A one year old CAN play mind games with you.
A couple of nights ago, I made a dinner that The Little Lady LOVED: pan-seared chicken and corn on the cob. She couldn’t get enough of it, which left me ecstatic! Finally, a combo that seemed a sure-fire hit.
Today’s lunch was a repeat of that meal. I knew she was hungry (she was giving all of the annoying signs: screaming, screaching, and pointing to anything edible in the kitchen), so I figured she’d love chicken and corn.
I held the Little Lady as I prepared the dinner; she Oooo’d and Ahhhh’d over my culinary skills, impressed with each turn of the chicken, the sprinkles of pepper, and the dash (a very tiny dash) of salt. I knew that in her eyes, I was a cooking genius. I watched her eyes get big as I lifted each piece of chicken from the pan, the succulent meat glistening in the light of the vent hoood. She pointed and squealed in my arms — it was finally time to eat!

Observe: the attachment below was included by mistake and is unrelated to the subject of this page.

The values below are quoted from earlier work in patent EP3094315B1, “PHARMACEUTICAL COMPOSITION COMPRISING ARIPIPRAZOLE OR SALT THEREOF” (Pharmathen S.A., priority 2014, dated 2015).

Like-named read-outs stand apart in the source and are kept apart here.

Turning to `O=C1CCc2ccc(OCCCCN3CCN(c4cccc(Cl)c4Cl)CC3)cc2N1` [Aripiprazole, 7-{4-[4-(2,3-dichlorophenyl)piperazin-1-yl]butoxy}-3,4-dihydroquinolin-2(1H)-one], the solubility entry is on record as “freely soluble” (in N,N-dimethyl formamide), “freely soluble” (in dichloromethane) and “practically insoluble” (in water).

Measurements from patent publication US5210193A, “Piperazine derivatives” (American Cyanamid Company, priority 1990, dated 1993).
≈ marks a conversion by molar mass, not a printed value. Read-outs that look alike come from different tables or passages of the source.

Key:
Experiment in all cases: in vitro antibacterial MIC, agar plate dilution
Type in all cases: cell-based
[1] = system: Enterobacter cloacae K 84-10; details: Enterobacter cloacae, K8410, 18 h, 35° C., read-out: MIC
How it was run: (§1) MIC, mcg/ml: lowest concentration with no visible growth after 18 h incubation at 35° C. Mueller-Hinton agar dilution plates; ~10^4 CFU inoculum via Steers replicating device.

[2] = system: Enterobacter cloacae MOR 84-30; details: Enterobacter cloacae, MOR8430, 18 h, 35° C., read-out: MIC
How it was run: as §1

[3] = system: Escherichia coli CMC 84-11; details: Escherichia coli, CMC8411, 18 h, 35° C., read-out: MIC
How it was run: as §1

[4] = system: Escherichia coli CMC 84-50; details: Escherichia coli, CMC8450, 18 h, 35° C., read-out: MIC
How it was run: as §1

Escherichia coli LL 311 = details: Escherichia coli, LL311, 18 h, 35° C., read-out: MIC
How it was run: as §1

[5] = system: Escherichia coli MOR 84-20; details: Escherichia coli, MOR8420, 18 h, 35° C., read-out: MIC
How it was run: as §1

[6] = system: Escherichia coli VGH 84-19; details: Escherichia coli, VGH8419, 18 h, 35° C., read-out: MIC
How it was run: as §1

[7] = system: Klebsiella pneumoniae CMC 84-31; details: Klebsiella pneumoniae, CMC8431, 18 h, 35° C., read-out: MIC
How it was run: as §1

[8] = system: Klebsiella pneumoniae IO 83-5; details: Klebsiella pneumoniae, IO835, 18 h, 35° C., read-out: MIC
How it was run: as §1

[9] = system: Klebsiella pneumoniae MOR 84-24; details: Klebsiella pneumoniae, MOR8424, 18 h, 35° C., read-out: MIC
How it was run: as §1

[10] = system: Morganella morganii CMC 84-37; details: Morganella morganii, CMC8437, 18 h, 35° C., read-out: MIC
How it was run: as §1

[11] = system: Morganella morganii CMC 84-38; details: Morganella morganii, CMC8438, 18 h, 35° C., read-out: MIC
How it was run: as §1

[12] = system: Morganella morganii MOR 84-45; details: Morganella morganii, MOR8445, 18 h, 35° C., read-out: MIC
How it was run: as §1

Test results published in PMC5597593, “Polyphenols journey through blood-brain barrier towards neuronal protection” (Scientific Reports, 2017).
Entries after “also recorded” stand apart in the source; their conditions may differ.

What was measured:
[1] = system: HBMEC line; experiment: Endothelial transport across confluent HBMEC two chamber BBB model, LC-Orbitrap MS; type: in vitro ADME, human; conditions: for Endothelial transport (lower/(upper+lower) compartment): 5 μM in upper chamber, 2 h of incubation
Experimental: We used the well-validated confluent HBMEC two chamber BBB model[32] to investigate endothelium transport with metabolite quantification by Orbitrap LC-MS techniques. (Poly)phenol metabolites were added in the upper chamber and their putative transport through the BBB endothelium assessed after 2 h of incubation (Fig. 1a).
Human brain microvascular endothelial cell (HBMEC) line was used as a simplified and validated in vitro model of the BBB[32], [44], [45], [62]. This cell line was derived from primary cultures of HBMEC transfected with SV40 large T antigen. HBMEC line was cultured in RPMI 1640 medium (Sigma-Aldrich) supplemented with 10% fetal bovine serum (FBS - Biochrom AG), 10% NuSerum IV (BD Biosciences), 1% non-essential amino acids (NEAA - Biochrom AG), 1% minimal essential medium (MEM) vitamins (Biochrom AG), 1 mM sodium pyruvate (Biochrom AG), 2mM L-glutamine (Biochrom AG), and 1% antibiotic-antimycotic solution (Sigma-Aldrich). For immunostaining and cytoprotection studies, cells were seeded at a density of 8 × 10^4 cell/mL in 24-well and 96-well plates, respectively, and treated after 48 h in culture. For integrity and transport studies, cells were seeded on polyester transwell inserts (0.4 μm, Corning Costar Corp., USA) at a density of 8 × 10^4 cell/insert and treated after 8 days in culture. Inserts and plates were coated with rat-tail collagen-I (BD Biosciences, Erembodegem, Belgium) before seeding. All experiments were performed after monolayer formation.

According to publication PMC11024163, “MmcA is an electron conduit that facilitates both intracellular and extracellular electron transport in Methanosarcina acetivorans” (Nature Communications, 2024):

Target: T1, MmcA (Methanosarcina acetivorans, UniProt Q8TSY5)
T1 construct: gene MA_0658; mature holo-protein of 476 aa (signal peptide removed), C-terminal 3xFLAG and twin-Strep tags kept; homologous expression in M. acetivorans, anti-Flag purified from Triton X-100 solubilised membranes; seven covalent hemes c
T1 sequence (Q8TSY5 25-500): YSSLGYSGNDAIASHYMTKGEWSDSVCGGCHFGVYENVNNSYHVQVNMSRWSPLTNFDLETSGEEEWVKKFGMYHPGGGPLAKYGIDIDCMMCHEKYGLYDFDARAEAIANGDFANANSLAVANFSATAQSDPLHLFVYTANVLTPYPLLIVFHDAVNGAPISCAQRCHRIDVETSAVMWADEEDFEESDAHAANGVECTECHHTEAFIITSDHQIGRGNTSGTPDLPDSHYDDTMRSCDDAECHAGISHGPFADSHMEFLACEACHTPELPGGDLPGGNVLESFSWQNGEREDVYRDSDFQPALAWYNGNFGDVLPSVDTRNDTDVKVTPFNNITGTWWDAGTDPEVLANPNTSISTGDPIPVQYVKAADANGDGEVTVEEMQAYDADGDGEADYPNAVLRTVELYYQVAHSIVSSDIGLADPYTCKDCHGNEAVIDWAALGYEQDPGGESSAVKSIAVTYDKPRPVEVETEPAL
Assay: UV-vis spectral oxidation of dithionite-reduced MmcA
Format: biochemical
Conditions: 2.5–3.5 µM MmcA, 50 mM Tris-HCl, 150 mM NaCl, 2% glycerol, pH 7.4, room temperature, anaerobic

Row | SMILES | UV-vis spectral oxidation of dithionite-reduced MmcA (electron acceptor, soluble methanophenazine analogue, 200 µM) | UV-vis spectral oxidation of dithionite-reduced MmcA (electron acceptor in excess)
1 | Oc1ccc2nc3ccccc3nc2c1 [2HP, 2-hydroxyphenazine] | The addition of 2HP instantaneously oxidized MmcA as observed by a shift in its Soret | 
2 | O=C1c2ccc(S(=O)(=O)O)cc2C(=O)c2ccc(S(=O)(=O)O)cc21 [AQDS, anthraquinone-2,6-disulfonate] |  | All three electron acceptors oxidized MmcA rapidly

Eagerly, the Little Lady allowed me to put her in the highchair and attach the tray. She impatiently pounded said tray as I cut the meat (apparently, she was not impressed with my turtle-slow knife skills). Bit by bit, I dropped pieces of juicy, perfectly cooked chicken on the tray. She pointed to the corn. Oh, yeah — I’d forgotten about that. I placed the mini-ear of corn on the tray too.
She grinned — a sign I assumed to be showing her gratitude.
Then Baby Yoda took over.
I swear, without using her hands, that kid managed to throw every piece of chicken off the tray. It was flying everywhere! As soon as I picked up a piece, another was replacing it.
Of course, I sternly told her to stop and “told her” (I know she understood) that big girls do NOT throw food around. I pointed at her corn and told her to eat it.
Yoda Baby slowly grinned and pointed at the corn. I watched it slowly, independently roll across the tray to the other side.
I looked at the corn.
I looked at Yoda Baby.
Yoda Baby looked me.
She looked at the corn.
Then (still grinning mind you) she lowered her hand, picked up the corn, and held the piece of corn over the floor.
(It really was this dramatic)
In slow motion, she released the buttery corn and I watched it, horrified, as it careened to the floor, where it bounced twice, splattering butter in every possible direction, before slowly rolling several inches. . . a trail of moisture left in its wake.
I turned my eyes back to my Jedi daughter.
She raised her arms and said “Done!”
At least there is never a dull moment.